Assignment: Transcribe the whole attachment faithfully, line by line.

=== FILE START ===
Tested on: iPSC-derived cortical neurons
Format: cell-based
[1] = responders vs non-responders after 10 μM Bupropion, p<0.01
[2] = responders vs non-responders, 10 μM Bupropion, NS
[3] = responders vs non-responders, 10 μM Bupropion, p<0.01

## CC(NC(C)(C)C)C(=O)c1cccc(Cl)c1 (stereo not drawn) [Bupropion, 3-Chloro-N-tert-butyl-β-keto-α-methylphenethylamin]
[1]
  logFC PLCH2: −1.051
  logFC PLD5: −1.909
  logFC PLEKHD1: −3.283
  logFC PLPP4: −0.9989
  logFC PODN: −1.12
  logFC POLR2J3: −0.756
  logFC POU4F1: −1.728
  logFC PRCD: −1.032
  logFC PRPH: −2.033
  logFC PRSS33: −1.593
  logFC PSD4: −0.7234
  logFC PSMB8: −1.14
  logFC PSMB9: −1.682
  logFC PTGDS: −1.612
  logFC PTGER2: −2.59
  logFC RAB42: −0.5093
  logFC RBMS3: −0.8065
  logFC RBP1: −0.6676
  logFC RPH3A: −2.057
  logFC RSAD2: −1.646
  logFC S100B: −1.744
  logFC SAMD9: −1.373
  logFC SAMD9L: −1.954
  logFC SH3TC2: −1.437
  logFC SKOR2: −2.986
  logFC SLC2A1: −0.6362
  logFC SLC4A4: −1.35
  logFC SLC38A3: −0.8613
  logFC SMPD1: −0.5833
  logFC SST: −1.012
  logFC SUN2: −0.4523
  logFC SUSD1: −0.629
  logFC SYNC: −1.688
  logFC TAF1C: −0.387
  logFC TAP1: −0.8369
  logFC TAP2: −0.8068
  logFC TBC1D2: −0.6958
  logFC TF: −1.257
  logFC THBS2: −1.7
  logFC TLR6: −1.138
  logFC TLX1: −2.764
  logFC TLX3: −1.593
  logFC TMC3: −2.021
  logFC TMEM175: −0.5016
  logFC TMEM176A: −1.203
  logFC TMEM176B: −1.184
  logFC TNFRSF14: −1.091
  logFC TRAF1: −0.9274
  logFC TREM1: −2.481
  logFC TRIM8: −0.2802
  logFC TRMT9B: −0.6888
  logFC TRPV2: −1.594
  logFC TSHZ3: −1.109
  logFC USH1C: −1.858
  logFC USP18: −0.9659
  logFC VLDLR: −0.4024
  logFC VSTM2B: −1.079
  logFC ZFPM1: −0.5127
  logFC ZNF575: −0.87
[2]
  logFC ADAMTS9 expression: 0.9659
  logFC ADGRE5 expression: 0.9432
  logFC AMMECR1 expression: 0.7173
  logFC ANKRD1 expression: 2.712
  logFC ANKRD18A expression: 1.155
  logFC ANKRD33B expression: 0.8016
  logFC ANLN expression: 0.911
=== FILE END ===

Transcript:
Tested on: iPSC-derived cortical neurons
Format: cell-based
[1] = responders vs non-responders after 10 μM Bupropion, p<0.01
[2] = responders vs non-responders, 10 μM Bupropion, NS
[3] = responders vs non-responders, 10 μM Bupropion, p<0.01

## CC(NC(C)(C)C)C(=O)c1cccc(Cl)c1 (stereo not drawn) [Bupropion, 3-Chloro-N-tert-butyl-β-keto-α-methylphenethylamin]
[1]
  logFC PLCH2: −1.051
  logFC PLD5: −1.909
  logFC PLEKHD1: −3.283
  logFC PLPP4: −0.9989
  logFC PODN: −1.12
  logFC POLR2J3: −0.756
  logFC POU4F1: −1.728
  logFC PRCD: −1.032
  logFC PRPH: −2.033
  logFC PRSS33: −1.593
  logFC PSD4: −0.7234
  logFC PSMB8: −1.14
  logFC PSMB9: −1.682
  logFC PTGDS: −1.612
  logFC PTGER2: −2.59
  logFC RAB42: −0.5093
  logFC RBMS3: −0.8065
  logFC RBP1: −0.6676
  logFC RPH3A: −2.057
  logFC RSAD2: −1.646
  logFC S100B: −1.744
  logFC SAMD9: −1.373
  logFC SAMD9L: −1.954
  logFC SH3TC2: −1.437
  logFC SKOR2: −2.986
  logFC SLC2A1: −0.6362
  logFC SLC4A4: −1.35
  logFC SLC38A3: −0.8613
  logFC SMPD1: −0.5833
  logFC SST: −1.012
  logFC SUN2: −0.4523
  logFC SUSD1: −0.629
  logFC SYNC: −1.688
  logFC TAF1C: −0.387
  logFC TAP1: −0.8369
  logFC TAP2: −0.8068
  logFC TBC1D2: −0.6958
  logFC TF: −1.257
  logFC THBS2: −1.7
  logFC TLR6: −1.138
  logFC TLX1: −2.764
  logFC TLX3: −1.593
  logFC TMC3: −2.021
  logFC TMEM175: −0.5016
  logFC TMEM176A: −1.203
  logFC TMEM176B: −1.184
  logFC TNFRSF14: −1.091
  logFC TRAF1: −0.9274
  logFC TREM1: −2.481
  logFC TRIM8: −0.2802
  logFC TRMT9B: −0.6888
  logFC TRPV2: −1.594
  logFC TSHZ3: −1.109
  logFC USH1C: −1.858
  logFC USP18: −0.9659
  logFC VLDLR: −0.4024
  logFC VSTM2B: −1.079
  logFC ZFPM1: −0.5127
  logFC ZNF575: −0.87
[2]
  logFC ADAMTS9 expression: 0.9659
  logFC ADGRE5 expression: 0.9432
  logFC AMMECR1 expression: 0.7173
  logFC ANKRD1 expression: 2.712
  logFC ANKRD18A expression: 1.155
  logFC ANKRD33B expression: 0.8016
  logFC ANLN expression: 0.911